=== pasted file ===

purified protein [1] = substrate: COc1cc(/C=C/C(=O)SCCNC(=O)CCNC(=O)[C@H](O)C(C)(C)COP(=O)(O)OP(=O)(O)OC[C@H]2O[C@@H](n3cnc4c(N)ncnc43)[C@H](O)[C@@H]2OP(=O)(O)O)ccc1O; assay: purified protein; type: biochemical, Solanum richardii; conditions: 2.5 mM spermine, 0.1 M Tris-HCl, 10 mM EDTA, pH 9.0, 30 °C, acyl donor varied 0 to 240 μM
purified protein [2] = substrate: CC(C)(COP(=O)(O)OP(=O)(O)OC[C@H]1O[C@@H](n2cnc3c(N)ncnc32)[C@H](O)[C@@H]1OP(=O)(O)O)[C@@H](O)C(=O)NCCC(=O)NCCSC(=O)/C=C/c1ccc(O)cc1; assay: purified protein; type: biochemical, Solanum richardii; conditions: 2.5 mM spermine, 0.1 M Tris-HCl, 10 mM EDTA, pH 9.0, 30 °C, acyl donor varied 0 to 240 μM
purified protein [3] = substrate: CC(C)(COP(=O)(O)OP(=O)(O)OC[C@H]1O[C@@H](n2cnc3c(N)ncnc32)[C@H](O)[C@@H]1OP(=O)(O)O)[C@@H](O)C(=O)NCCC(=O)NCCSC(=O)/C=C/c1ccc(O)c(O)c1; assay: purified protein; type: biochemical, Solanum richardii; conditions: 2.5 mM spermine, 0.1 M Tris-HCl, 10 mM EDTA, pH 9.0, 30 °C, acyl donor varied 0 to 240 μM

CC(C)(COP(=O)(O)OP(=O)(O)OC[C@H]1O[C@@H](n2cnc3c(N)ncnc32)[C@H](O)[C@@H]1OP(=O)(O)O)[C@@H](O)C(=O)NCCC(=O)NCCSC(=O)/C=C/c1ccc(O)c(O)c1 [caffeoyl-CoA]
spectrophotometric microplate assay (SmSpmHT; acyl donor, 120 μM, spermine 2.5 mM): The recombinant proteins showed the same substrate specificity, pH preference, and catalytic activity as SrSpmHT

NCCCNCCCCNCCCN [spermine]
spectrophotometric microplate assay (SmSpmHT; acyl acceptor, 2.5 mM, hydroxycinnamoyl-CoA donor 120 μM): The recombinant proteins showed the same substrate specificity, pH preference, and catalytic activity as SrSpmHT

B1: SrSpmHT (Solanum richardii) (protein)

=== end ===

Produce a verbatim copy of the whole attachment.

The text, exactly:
purified protein [1] = substrate: COc1cc(/C=C/C(=O)SCCNC(=O)CCNC(=O)[C@H](O)C(C)(C)COP(=O)(O)OP(=O)(O)OC[C@H]2O[C@@H](n3cnc4c(N)ncnc43)[C@H](O)[C@@H]2OP(=O)(O)O)ccc1O; assay: purified protein; type: biochemical, Solanum richardii; conditions: 2.5 mM spermine, 0.1 M Tris-HCl, 10 mM EDTA, pH 9.0, 30 °C, acyl donor varied 0 to 240 μM
purified protein [2] = substrate: CC(C)(COP(=O)(O)OP(=O)(O)OC[C@H]1O[C@@H](n2cnc3c(N)ncnc32)[C@H](O)[C@@H]1OP(=O)(O)O)[C@@H](O)C(=O)NCCC(=O)NCCSC(=O)/C=C/c1ccc(O)cc1; assay: purified protein; type: biochemical, Solanum richardii; conditions: 2.5 mM spermine, 0.1 M Tris-HCl, 10 mM EDTA, pH 9.0, 30 °C, acyl donor varied 0 to 240 μM
purified protein [3] = substrate: CC(C)(COP(=O)(O)OP(=O)(O)OC[C@H]1O[C@@H](n2cnc3c(N)ncnc32)[C@H](O)[C@@H]1OP(=O)(O)O)[C@@H](O)C(=O)NCCC(=O)NCCSC(=O)/C=C/c1ccc(O)c(O)c1; assay: purified protein; type: biochemical, Solanum richardii; conditions: 2.5 mM spermine, 0.1 M Tris-HCl, 10 mM EDTA, pH 9.0, 30 °C, acyl donor varied 0 to 240 μM

CC(C)(COP(=O)(O)OP(=O)(O)OC[C@H]1O[C@@H](n2cnc3c(N)ncnc32)[C@H](O)[C@@H]1OP(=O)(O)O)[C@@H](O)C(=O)NCCC(=O)NCCSC(=O)/C=C/c1ccc(O)c(O)c1 [caffeoyl-CoA]
spectrophotometric microplate assay (SmSpmHT; acyl donor, 120 μM, spermine 2.5 mM): The recombinant proteins showed the same substrate specificity, pH preference, and catalytic activity as SrSpmHT

NCCCNCCCCNCCCN [spermine]
spectrophotometric microplate assay (SmSpmHT; acyl acceptor, 2.5 mM, hydroxycinnamoyl-CoA donor 120 μM): The recombinant proteins showed the same substrate specificity, pH preference, and catalytic activity as SrSpmHT

B1: SrSpmHT (Solanum richardii) (protein)